Direct dating of mid-crustal shear zones with synkinematic allanite:new in situ U-Th-Pb geochronological approaches applied to the Mont Blanc massif

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    International audienceDating the timing of motion on crustal shear zones is of tremendous importance for understanding the assembly of orogenic terranes. This objective is achieved in this paper by combining petrological and structural observations with novel developments in in situ U-Th-Pb geochronology of allanite. A greenschist facies shear zone within the Mont Blanc Massif is documented. Allanite is synkinematic and belongs to the mylonitic assemblage. LA-ICP-MS U-Th-Pb isotope analyses of allanite reveal high contents and highly radiogenic isotopic compositions of the common-Pb component. The use of measured Pb-isotope compositions of associated minerals (feldspars and chlorite) is critical for accurate common-Pb correction, and provides a powerful mechanism for linking allanite growth to the metamorphic assemblage. A mean 208Pb/232Th age of 29.44 ± 0.95 Ma is accordingly taken for synkinematic allanite crystallisation under greenschist facies conditions. This age reflects the timing of the Mont Blanc underthrusting below the Penninic Front and highlights the potential of directly dating deformation with allanite

    Approaches to the low grade metamorphic history of the karakaya complex by chlorite mineralogy and geochemistry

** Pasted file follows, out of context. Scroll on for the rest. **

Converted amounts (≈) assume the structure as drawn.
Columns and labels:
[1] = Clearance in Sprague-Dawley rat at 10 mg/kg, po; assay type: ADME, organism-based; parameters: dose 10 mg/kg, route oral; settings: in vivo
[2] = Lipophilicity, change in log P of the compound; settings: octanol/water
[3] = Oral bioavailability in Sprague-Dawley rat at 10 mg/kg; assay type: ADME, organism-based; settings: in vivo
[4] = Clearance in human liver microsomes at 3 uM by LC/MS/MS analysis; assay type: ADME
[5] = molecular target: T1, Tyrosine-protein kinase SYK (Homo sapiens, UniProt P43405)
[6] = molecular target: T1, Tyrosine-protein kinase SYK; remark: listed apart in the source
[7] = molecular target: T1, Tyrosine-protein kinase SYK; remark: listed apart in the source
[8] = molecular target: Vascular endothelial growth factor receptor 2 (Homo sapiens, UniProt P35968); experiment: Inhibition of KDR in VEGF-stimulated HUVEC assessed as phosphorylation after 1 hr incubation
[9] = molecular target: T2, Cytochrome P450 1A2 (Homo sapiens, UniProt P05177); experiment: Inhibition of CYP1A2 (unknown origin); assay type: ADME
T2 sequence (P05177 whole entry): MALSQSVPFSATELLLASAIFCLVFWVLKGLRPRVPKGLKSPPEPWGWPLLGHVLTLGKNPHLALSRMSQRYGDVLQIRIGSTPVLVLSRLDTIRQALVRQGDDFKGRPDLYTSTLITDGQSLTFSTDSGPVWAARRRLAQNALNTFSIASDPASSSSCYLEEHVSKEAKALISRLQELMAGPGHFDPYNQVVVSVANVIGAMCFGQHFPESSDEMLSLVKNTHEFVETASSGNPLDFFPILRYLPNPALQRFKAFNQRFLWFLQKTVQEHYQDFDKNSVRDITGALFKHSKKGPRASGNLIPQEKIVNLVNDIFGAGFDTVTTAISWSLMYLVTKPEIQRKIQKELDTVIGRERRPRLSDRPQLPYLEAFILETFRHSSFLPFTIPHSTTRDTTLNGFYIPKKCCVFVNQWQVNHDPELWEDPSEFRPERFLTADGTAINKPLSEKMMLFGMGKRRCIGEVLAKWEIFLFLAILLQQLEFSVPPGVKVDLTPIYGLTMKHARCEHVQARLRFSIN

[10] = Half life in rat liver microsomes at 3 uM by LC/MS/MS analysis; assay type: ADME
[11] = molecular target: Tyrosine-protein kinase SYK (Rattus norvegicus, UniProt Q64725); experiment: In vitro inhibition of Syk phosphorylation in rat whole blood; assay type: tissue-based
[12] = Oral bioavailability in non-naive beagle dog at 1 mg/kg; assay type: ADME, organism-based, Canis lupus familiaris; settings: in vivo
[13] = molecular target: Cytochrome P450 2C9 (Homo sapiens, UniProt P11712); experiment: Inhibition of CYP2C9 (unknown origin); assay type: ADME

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    In this study, chlorite is used to investigate the diagenetic-metamorphic evolution and accurate geological history of the different units belonging to the Karakaya complex, Turkey. Primary and secondary chlorite minerals in the very low-grade metamorphic rocks display interference colors of blue and brown and an appearance of optical isotropy. Chlorites are present in the matrix, pores, and/or rocks units as platy/flaky and partly radial forms. X-ray diffraction (XRD) data indicate that Mg-Fe chlorites with entirely IIb polytype (trioctahedral) exhibit a variety of compositions, such as brunsvigite-diabantite-chamosite. The major element contents and structural formulas of chlorite also suggest these were derived from both felsic and metabasic source rocks. Trace and rare earth element (REE) concentrations of chlorites increase with increasing grade of metamorphism, and these geochemical changes can be related to the tectonic structures, formational mechanics, and environments present during their generation. © 2015 by the authors; licensee MDPI, Basel, Switzerland

    Cap rock efficiency of geothermal systems in fold-and-thrust belts: Evidence from paleo-thermal and structural analyses in Rosario de La Frontera geothermal area (NW Argentina)